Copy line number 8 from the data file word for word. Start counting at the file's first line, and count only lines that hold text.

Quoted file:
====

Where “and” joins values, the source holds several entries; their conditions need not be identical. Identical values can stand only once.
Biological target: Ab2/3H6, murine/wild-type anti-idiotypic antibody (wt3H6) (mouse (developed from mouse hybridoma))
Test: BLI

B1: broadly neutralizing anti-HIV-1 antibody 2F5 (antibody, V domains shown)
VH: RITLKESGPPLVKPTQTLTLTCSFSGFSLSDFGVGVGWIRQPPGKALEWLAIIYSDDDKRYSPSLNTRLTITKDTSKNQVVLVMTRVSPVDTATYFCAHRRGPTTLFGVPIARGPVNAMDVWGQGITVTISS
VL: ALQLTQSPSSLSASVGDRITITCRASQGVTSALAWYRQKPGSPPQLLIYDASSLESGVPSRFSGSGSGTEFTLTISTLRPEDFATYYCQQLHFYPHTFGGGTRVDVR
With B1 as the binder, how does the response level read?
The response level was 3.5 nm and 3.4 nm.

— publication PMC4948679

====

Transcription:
The response level was 3.5 nm and 3.4 nm.